"Traffic was moving steadily," Roth said. "It didn't stop. It was backed up, but it never did stop."
On any given day, there are a hundred thousand or more tourists on the 110-mile (180-kilometer) stretch of coral outcroppings that make up the Keys.
How Much Lost?
Keys tourism officials do not yet have an exact calculation for the cost of the Fay evacuation to the local economy. But in 2004, when evacuations were ordered for three hurricanes that passed near the Keys, the total cost to business was estimated at U.S. $50 million.
The cost of evacuating for Fay will be considerably less than that, said Andy Newman, publicist for the Florida Keys tourism council.
"No one ever likes visitor evacuation," Newman said. "But if the Keys have to be dealt the evacuation card, this is a good time for it.
"The bulk of our visitors this time of year come from South Florida. People were leaving [Sunday] anyway. The hotels expected very, very low occupancies for [Monday]."
In Marathon, about 50 miles (80 kilometers) from Key West, boat owners were busy all day Sunday pulling their boats out of the water, said resident Jeff Pinkus.
"Most of the businesses don't like evacuations, but it's something we've got to do," Pinkus said.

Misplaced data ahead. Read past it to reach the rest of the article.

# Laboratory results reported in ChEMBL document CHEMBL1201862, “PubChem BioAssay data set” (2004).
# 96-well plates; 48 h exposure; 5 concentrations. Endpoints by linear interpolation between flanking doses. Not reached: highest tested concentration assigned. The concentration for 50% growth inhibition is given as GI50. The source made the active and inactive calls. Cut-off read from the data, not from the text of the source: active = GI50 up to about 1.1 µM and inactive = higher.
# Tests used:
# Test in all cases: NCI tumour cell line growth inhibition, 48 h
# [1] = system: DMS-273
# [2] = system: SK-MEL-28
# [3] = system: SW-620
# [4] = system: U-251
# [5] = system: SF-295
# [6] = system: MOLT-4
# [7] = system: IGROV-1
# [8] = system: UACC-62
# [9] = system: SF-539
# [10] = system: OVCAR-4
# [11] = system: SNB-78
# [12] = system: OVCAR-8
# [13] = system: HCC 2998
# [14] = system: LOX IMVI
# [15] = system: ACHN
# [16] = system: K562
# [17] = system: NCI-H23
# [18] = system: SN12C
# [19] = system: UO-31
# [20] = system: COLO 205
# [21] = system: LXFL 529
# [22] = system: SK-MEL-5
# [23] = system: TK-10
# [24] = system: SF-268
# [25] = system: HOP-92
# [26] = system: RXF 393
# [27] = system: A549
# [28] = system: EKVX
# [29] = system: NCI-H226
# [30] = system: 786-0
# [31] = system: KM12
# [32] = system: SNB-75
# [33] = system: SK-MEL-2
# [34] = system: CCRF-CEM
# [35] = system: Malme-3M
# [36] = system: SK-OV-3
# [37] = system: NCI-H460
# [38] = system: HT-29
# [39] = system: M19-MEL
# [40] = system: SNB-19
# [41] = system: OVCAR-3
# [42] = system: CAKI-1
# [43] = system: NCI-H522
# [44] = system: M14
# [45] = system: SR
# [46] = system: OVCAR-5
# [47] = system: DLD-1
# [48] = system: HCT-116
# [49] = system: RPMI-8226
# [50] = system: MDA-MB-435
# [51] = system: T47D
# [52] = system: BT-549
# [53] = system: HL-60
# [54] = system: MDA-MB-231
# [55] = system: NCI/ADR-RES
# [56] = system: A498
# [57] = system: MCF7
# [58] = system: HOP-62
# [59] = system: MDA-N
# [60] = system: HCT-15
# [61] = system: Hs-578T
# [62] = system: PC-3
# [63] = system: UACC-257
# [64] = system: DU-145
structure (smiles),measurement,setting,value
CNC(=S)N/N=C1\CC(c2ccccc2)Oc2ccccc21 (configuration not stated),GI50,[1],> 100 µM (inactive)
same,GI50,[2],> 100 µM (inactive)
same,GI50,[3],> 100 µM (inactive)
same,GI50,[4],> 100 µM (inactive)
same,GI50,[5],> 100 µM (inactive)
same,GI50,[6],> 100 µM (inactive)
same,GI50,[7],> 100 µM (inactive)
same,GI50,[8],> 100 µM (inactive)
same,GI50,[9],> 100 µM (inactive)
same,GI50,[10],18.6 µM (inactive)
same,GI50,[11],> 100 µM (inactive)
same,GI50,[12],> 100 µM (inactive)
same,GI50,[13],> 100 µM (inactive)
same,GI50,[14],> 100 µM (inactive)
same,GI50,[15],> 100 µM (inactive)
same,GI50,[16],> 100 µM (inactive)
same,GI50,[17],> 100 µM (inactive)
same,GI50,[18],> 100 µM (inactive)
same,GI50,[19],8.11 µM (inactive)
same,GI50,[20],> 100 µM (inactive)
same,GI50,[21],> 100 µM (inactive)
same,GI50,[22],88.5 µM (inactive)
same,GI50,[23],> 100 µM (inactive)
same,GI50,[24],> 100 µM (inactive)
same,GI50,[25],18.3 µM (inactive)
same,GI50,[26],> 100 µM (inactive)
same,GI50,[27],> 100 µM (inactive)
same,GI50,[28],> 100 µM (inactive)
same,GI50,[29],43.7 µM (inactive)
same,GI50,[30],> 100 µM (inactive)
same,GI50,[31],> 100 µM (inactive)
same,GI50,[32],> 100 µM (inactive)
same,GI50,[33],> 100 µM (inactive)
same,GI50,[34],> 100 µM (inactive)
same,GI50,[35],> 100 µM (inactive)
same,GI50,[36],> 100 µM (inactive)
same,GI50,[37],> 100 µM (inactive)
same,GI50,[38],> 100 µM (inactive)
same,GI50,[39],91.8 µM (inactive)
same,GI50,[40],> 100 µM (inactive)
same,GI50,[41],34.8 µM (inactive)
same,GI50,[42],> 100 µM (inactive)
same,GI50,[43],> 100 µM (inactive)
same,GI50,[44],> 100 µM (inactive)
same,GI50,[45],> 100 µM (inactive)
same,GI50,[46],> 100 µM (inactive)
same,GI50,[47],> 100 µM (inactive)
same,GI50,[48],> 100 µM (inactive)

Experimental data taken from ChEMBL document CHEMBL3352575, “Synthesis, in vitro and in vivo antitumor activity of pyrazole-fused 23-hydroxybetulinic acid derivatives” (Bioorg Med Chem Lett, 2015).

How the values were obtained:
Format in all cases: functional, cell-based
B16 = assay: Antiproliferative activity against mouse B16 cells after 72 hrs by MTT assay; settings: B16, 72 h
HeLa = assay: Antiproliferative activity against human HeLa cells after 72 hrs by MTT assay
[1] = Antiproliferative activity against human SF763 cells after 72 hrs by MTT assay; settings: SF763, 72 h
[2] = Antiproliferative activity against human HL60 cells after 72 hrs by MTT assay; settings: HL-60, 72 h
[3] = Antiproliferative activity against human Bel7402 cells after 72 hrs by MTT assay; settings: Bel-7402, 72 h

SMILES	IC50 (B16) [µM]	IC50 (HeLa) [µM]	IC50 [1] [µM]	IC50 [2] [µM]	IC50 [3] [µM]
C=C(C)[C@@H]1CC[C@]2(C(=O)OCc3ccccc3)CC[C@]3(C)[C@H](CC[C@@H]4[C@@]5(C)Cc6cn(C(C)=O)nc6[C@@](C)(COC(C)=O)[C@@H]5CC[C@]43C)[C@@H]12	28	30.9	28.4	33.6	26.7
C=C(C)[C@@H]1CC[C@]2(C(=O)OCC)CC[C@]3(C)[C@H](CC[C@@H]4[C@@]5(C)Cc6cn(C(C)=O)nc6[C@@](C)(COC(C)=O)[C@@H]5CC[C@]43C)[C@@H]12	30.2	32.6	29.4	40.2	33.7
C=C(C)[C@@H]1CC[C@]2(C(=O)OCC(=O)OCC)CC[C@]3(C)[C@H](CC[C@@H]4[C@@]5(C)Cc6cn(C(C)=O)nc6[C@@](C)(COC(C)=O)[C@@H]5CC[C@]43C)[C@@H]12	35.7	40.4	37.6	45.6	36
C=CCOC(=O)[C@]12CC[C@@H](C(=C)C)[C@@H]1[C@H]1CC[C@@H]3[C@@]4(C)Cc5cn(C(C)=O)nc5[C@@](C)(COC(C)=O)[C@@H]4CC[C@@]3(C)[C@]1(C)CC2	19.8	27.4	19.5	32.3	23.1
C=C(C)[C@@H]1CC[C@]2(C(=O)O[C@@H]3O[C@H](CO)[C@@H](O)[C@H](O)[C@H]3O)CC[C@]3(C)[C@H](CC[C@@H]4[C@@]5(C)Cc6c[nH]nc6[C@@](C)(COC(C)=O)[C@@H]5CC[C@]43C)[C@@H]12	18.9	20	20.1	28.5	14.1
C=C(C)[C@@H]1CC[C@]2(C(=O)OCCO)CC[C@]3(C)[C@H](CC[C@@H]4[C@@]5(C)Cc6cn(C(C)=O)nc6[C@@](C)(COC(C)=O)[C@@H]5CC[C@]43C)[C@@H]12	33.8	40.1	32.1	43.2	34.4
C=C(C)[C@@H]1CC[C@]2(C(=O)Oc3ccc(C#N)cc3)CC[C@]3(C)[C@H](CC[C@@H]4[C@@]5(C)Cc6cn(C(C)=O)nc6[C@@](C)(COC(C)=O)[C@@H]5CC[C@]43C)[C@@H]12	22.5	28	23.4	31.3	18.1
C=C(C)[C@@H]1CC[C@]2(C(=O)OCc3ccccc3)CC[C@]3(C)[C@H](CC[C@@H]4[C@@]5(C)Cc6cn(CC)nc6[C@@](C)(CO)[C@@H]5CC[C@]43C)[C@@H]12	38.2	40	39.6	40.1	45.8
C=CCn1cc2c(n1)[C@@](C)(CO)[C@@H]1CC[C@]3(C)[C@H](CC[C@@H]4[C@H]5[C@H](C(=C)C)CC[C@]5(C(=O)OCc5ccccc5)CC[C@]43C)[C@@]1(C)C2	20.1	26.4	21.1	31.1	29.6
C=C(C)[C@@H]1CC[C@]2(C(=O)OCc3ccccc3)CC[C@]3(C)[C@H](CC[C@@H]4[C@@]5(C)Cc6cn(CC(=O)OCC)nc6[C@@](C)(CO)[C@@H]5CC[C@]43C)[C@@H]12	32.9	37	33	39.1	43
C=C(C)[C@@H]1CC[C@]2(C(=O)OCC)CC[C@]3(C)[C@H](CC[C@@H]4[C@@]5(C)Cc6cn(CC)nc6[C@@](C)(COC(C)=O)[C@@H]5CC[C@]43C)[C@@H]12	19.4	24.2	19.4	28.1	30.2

In Key West the port has been closed, meaning the city will further lose tourism revenue, because large cruise ships won't be allowed in until the storm threat has passed.
Cmdr. James Olive of the U.S. Coast Guard station in Key West said a Coast Guard cutter from the island already has had to tow one boat to safety, and he expects the Coast Guard here will be busy for a couple of days.
"What we typically deal with are people who are unfamiliar with such storms and are unprepared for them," Olive said.
With the departure of tens of thousands of tourists, downtown Key West was unusually quiet Monday morning.
"It's cooled down a little and been very pleasant," said Mauldin, the former police chief. "Basically, it's very calm right now. But that may change this afternoon."
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